“I’ve been staring at it the whole time,” he admits.

While many songwriters become interested in words through books or poems, Ryan H.’s creativity was sparked by a musical genre.

“Fascination with wordplay came with rap for me. When I was in high school I listened strictly to gangsta rap. I didn’t really take an interest in it until – as cliche as it may sound – I heard Bob Dylan. Country music, too, because where I’m from [Minnesota], everyone either listened to country or rap. Garth Brooks was huge, and I’ve always been a fan of Dwight Yoakam,” he confesses. “I didn’t get into being a musician until I was 19; before that I really didn’t pay attention to music. My dad always had the oldies channel on so there was a lot of Creedence Clearwater Revival and Van Morrison’s ‘Brown Eyed Girl.’ I was a into grunge and late-‘80s Seattle bands like Alice in Chains and Soundgarden. Some of my favorite bands of the last 10 years are Sigur Rós and Radiohead.”

“There’s basically a period of time between 1989 and 1991 where my music appreciation stops and his begins,” interrupts Jason.

“The reason why I respect Harry is he knows The Bends by Radiohead, which is the be-all, end-all of modern rock guitar songs from a songwriting point of view. He thinks it’s one of the best albums of that decade, and I agree. The other two [Jason and Ryan B.], I’m very suspect of,” laughs Ryan H. “I was also big into the Doors in high school because that movie came out and I started fooling around with alcohol and weed. Pink Floyd, too. My favorite music to listen to is classical music. I have it on all of the time, call me pretentious.”

“Well, those are two separate issues,” grins Jason.

Everyone in Black Belt Karate likes to make playful gibes at one another, particularly Ryan H. and Jason since they’ve known each other for over a decade. They were both part of Your Horrible Smile until that band parted ways in 2006.

“We didn’t talk for a few years. We had some unfinished music, and I had been pulling his ear saying we should finish some of the old demos just purely for licensing. We did some stuff at my house and then went to see his friend play with Sabrosa Purr around that time. It was exciting, we had fun and I sort of missed doing the rock thing because I had primarily been the Rufus Wainwright thing for a few years,” says Ryan H., who also composes music for television shows and commercials. “Then we ran into Ryan Brown that fall.”

“The night was Oct. 17, 2011,” begins Ryan B., and everyone starts laughing thinking he’s joking about the exact date. “The reason I know the date is because my daughter was born three days later. I went to see Jason play with a band I was in called Owl at the Viper Room, and Ryan and I hung out.”

“At one point I saw those two talking to each other and was thought, ‘yeah, that looks right,” recalls Jason.

“I actually was working at the Viper Room as a custodian that night,” Harry jokingly interjects to everyone’s amusement. “They didn’t know me then, but our worlds would merge later.”

“So we moved forward making music, but it didn’t cement since Ryan B. obviously had his hands full for a little while. We started working on the initial material for the band and shot a video. If you see our first video, Ryan B. and Harry aren’t in it, there’s actually not a bass player in it. Then we met Harry in then middle of the next year.”

“When I first got the call ,I knew Jason had a house that was in the Hills-esque, above the low level where all the common people live. I heard the first couple of songs, which sounded really good. They weren’t amateur, crappy demos like with most bands you audition for, so I thought he was loaded with a lot of money, which hasn’t been the case, but it’s been loaded with many other things as equally as valuable as money. The music, in my humble estimation, is what it’s all about anyway. That’s what drew me in because I’ve auditioned for bands with a big budget, but the music was awful,” admits Harry. “This band is a blessing. My old band was together for a long time, so I was devastated when it broke up. Then this band came along, and it’s been really healthy and good.”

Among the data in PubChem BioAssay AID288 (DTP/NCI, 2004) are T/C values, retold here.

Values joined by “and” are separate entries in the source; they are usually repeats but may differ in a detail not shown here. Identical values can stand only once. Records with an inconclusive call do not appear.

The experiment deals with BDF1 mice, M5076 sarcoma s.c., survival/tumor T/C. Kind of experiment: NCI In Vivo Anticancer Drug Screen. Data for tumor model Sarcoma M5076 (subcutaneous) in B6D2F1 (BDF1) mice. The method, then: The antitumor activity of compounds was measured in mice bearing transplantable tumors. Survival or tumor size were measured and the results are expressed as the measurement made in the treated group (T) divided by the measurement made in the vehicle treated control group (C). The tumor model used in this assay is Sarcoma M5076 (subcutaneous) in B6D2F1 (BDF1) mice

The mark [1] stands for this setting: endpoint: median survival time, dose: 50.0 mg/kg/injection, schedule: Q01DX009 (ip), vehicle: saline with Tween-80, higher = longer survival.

“I love that we describe this band as ‘healthy.’ That makes me happy,” chuckles Jason.

“It’s just like a romantic relationship. We can disagree and have arguments, but we respect each other as people. That’s the key,” says Harry.

Black Belt Karate released their first EP, Volume 1, last year, and plan to put out another EP next year. They began 2014 by unveiling a new single each month and just released a video for the latest one, “Transformer.” Although, they hail from distinctly different cities across the nation, it seems they were always fated to come together as BBK in Los Angeles.

“I moved here with $30, and while nothing has transpired the way I wanted it to, a lot of really cool stuff has transpired. I’ve played with some really famous people, I get to make music with these guys that I’m really proud of and I’m a way better player than I used to be. That wouldn’t have happened playing covers in Spokane, Wash.,” Harry says.

“There are so many opportunities in Los Angeles. Things can and will happen here that would no way happen in Denver, Montana, Minnesota, Chicago, Michigan or Northern California,” adds Ryan B. “There are a million things that will happen, but you have to be here for them to happen.

“The other day, I was telling one of the artists I produce how happy I was to be home after a trip I went on, and he said, ’Ninety-five percent of the people that come to Los Angeles get really upset and leave. You’re one of the five percent, one of the people who comes here with their dreams, who has made it work,’” Jason tells. “L.A. is amazing, I absolutely love it here. Anything we need for what we do for a living is here, whether it’s on the business side (managers, labels, lawyers), resources (recording studios) or musicians. Los Angeles is like a big toolbox. Nobody moves here because it’s an aesthetically beautiful city, but the fact that everything’s available here for me to be able to realize my dreams makes it a beautiful place.”

Black Belt Karate performs Oct. 21 at the Satellite, Oct. 26 at Lucky Strike Hollywood and Dec. 11 at the Satellite. For more information, visit